Ypsilanti Township begins demolition process for vacant Liberty Square
Tom Perkins | For AnnArbor.com
Ypsilanti Township has taken the first step in what could be a lengthy demolition process of the abandoned Liberty Square townhouse complex.
That township has signed a contract with a company to perform an environmental study and asbestos abatement survey that are required before demolition.
The move comes despite some former Liberty Square residents filing an appeal with the Michigan State Court of Appeals to a Washtenaw County Circuit Court judge’s decision to declare the property a public nuisance and order it demolished.
But Mike Radzik, director of the township’s office of community standards, said those appealing the ruling didn’t have a stay placed on Judge Donald Shelton's orders.
In August, Shelton ordered the Grove Park Home Improvement Association to demolish the property within 60 days, and ordered the township to complete the job if the home improvement association did not.
Grove Park has no money, the abandoned complex still stands. and it remains a drain on township resources. Radzik said it is now the township’s responsibility to demolish it.
“We’re under the gun to comply with the court’s order,” he said.
He said the township entered into a contract with Detroit-based TEG Environmental Services to complete the survey and study for an amount not to exceed $47,500 for both. One of TEG’s owners is an Ypsilanti Township resident.
The study and asbestos survey are required by state and federal law, and samples must be taken from each of the 151 units in the 17 buildings at Liberty Square. The complex is on Grove Road just west of Rawsonville Road.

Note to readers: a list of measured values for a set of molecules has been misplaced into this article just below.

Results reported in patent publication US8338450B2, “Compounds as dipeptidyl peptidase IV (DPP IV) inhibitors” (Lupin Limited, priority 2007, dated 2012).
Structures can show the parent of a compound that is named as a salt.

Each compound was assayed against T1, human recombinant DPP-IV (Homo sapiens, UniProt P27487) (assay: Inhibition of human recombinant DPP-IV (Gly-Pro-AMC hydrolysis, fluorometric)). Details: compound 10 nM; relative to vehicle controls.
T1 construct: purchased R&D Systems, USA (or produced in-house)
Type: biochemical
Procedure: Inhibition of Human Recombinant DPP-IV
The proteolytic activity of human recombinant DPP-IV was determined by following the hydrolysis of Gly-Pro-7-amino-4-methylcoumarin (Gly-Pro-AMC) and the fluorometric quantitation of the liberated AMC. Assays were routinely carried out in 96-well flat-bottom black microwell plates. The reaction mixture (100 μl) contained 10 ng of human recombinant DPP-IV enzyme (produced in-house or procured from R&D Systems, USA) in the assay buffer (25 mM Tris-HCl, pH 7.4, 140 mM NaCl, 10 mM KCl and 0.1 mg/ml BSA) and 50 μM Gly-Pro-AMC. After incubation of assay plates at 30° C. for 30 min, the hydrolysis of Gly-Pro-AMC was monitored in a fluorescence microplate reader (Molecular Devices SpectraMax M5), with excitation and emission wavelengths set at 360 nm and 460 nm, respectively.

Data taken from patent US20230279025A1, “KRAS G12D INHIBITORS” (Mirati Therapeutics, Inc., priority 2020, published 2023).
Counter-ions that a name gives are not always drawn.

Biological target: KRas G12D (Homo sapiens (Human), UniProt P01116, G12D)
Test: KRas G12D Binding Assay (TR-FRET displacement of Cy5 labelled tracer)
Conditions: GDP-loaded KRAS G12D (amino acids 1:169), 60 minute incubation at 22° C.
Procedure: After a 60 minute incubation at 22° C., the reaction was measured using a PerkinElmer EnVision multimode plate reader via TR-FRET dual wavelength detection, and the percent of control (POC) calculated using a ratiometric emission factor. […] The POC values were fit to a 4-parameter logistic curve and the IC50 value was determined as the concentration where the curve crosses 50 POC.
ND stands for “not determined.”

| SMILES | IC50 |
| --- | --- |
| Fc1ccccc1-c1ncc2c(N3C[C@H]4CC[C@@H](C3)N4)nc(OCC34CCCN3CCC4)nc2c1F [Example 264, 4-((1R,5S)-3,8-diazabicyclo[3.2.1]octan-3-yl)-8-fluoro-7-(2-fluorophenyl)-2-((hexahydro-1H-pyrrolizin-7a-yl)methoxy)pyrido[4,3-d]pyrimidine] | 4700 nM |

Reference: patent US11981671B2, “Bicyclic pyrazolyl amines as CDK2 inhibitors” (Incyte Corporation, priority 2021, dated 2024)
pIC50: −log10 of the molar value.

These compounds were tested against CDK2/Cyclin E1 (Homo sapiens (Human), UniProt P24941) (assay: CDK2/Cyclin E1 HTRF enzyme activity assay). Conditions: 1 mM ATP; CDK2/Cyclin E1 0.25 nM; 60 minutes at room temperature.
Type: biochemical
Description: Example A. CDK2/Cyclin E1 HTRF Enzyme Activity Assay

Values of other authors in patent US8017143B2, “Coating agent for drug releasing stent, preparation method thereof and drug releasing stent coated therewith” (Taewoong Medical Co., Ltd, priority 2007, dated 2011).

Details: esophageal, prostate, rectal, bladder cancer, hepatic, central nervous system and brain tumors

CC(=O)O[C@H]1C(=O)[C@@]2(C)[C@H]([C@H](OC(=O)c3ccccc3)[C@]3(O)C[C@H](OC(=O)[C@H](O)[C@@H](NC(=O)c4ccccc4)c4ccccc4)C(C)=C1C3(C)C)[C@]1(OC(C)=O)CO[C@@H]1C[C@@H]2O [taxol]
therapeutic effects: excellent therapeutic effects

In the asbestos survey, samples of materials such as tile flooring or drywalling that could contain asbestos are taken from the buildings and sent to a lab for analysis. If asbestos is found, then the materials containing it must be removed from the site and sent to a dump that accepts hazardous materials.
That could significantly increase the demolition’s cost, though Radzik said the township is hopeful it can either secure grants or some type of state or federal assistance for the project.
The environmental study will be a less extensive review of the site to make sure there aren't other hazardous materials that must be addressed.
Shelton called the complex a “dilapidated and essentially abandoned housing area” in his August ruling. It faced a wide range of issues ranging from deteriorating walls to mold to badly damaged roofs.
Between November and February, the township spent between $20,00 and $25,000 boarding up and securing the complex, then re-securing it after vandals and scrap metal thieves broke in.
Radzik said an informal asbestos survey and environmental report should be ready within six weeks after the contract is signed, and the township can seek requests for proposals on the demolition after a formal report is issued.